Holiday traditions come in all shapes and sizes. There’s one in particular that feels like it’s out of a fever dream — read on to see what we mean!
Holiday traditions are a wonderful window into a country and its culture and people.
Like, did you know there’s a city in Sweden where they build a giant yule goat in the city square? (the ever-evolving tradition now features attempts at burning the giant goat down). And there’s the beautiful festival spectacle in the Philippines where they build and enjoy the sights of giant, intricate, and colorful lanterns in the nighttime.
And then there’s this, my favorite among local holiday traditions: a Christmas chicken dinner with family gathered around. It has merriment, employs a bit of wine, and peppers in images of a jolly and mustachioed man in a red and white jacket.
Well, what if I told you the Christmas chicken is served in a bucket and is made with 11 special herbs and spices? And that the jolly man isn’t Ol’ Saint Nick but actually a Colonel named Sanders? It’s all true and it takes place in Japan every year around Christmas.
Since about the 1970s, which is when the first few KFCs were opened there, Christmas in Japan has become synonymous with Kentucky Fried Chicken. According to the BBC, an estimated 3.6 million Japanese families partake in this annual KFC dinner.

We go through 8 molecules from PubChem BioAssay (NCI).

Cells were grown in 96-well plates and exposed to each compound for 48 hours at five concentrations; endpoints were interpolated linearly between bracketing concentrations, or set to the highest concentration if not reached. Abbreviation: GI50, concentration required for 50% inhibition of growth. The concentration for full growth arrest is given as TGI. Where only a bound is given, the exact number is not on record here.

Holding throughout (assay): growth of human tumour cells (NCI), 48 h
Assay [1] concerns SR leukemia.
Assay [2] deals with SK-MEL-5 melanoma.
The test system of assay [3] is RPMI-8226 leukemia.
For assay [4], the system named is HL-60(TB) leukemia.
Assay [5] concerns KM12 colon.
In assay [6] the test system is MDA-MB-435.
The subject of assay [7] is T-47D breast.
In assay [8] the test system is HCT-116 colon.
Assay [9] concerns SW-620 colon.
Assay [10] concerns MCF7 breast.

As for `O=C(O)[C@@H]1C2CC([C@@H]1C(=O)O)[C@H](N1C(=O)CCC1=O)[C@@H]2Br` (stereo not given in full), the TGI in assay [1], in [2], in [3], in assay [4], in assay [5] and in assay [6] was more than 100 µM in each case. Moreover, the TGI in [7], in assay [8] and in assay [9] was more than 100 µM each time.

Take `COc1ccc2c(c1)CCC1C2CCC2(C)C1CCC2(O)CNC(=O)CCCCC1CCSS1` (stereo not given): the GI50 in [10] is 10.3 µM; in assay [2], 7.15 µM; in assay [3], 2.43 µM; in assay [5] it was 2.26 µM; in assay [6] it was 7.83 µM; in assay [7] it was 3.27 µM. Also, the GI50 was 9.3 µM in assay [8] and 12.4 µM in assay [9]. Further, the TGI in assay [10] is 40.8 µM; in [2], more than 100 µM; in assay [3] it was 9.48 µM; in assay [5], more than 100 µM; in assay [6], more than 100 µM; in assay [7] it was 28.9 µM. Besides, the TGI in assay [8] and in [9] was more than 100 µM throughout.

Japan does not have a large Christian population nor an extensive history with Christianity, so for the longest time, it did not have many Christmas-related traditions. KFC, in a brilliantly successful move, stepped into this void and marketed itself and its holiday buckets and wine as a way to acknowledge and participate in this global holiday – and it caught on almost immediately. Four decades later, it is firmly established as a bonafide Christmas tradition.
For those of us outside Japan, this may seem like a strange tradition, but is it all that much weirder than associating Easter with bunnies and chocolate eggs? I say it’s not!
What matters is family, love, fellowship, and food — and perhaps the reasons to evoke these things are ultimately inconsequential.
As December and 2018 comes to an end, let us look back at all the memories and good times as well as look forward to enjoying and partaking in our traditions with our families, friends, and food!
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